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U of T researchers use diphtheria toxin to target genes in cancer cells

Modified diphtheria toxin used to reduce the activity of genes connected to the propagation of glioblastoma, a type of brain cancer.

A group of researchers from the University of Toronto and the Hospital for Sick Children have developed a new way to deliver molecules that target specific genes within cells. The platform, which uses a modified form of diphtheria toxin, has been shown to “downregulate” critical genes in cancer cells, and could be used for other genetic diseases as well.

The team, led by University Professor Molly Shoichet of the Faculty of Applied Science & Engineering and Roman Melnyk, an associate professor the department of biochemistry in the Faculty of Medicine and a senior scientist at SickKids, found inspiration from an unexpected source: diphtheria toxin.

The research was published recently in the journal Science Advances

Molly Shoichet
“A major challenge in the field of drug delivery is most therapeutic vehicles cannot escape the acid environment of the endosome once they get into the cell,” says Shoichet, the corresponding author of the research. “The diphtheria toxin platform as a delivery vehicle effectively solves that.”

 

Scientists looking to place molecules inside cells have a number of existing tools to choose from, but most suffer from the same drawback: while the molecule gets inside the cell, it remains trapped in a kind of bubble called an endosome. If the goal is to deliver therapeutics that will interact with the cell’s DNA, breaking out of the endosome is critical.

As a natural defence mechanism, bacteria such as Corynebacterium diphtheriae produce a protein-based toxin that enters surrounding cells, eventually killing them. Critically, this toxin is known to be capable of escaping from endosomes, which led to the idea of re-engineering it as a delivery platform.

Melnyk’s lab specializes in bacterial toxins and invented a non-toxic version of the diphtheria toxin, known as attenuated diphtheria toxin. This new molecule has the capacity to enter the cell and efficiently escape the endosome – and thus excels as a delivery vehicle without any of the toxic effects of diphtheria toxin.

To prove that the concept would work, the researchers used the system to deliver molecules that they believed would be effective against glioblastoma, a form of brain cancer.

“Glioblastoma is a highly invasive disease and patients have a very short life expectancy after initial diagnosis,” says Shoichet. “We want to change this and have thus pursued the delivery of gene therapeutics to treat glioblastoma.”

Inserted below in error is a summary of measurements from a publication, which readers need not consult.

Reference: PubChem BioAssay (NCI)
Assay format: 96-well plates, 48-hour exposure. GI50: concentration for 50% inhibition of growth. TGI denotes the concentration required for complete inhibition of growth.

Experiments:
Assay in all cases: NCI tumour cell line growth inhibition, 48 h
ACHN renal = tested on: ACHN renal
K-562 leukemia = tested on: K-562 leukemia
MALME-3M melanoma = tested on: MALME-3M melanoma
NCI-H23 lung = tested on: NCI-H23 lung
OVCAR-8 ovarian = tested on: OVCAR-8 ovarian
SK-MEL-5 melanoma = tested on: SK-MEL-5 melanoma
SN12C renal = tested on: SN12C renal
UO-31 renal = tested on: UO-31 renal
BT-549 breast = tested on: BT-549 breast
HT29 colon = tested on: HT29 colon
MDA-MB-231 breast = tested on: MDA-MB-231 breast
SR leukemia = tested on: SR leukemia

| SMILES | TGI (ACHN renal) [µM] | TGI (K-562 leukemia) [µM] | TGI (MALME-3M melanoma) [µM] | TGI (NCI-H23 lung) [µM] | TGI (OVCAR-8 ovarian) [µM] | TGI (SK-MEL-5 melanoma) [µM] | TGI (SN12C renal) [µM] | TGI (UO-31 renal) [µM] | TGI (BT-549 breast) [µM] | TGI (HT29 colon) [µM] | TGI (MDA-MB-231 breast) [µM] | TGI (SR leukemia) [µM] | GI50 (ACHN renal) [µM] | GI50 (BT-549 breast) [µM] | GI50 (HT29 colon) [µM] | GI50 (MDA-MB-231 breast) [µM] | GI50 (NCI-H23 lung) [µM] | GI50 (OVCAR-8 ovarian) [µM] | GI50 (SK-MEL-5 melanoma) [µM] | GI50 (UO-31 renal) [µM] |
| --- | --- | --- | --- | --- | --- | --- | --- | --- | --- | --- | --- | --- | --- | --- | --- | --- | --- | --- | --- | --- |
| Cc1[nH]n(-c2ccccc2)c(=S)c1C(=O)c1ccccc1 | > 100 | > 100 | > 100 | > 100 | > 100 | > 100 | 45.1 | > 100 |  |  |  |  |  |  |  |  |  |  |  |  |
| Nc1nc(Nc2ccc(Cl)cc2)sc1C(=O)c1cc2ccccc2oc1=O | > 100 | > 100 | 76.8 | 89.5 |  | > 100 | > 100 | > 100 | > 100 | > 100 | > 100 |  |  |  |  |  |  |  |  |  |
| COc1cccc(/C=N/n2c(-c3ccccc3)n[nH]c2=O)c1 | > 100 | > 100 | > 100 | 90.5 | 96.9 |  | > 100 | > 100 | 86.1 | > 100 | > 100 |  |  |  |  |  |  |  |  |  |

The group first targeted glioblastoma neural stem cells, which are thought to be resistant to chemotherapeutics. Specifically, the researchers focused on delivering silencing RNA (siRNA) against two genes: integrin beta 1 (ITGB1), which is associated with the highly invasive nature of glioblastoma (and other cancers), and eukaryotic translation initiation factor 3 sub-unit b (eIF-3b), which is an essential survival gene. By eliminating this invasive trait, the researchers could potentially limit progression in diseases like cancer.

“ITGB1 is involved in cancer cell migration, which contributes to glioblastoma’s invasion into healthy brain tissues,” says Laura Smith, a senior PhD student on the publication. “We used an innovative three-dimensional culture system to significantly reduce cell invasion after treatment with our siRNA-attenuated diphtheria toxin system, which suggests that it may be effective in slowing disease progression.”

To demonstrate the breadth of this platform, the researchers also delivered a different nucleic sequence that knocks down eIF-3b, which participates in the “survival pathway” of cancer cells.

“We treated the cells with the attenuated diphtheria toxin-siRNA against eIF-3b and observed downregulation at genetic and phenotypic levels,” says Amy E. Arnold, a recent PhD graduate from the Shoichet lab and first author on the paper.

The group is planning on using this delivery vehicle to treat other diseases in the future.

“We recognize the strength of this platform strategy and are actively testing it for the delivery of RNA and other cargoes,” Shoichet says.

The research received support from the Canadian Institutes of Health Research and the Natural Sciences and Engineering Research Council of Canada, among others.

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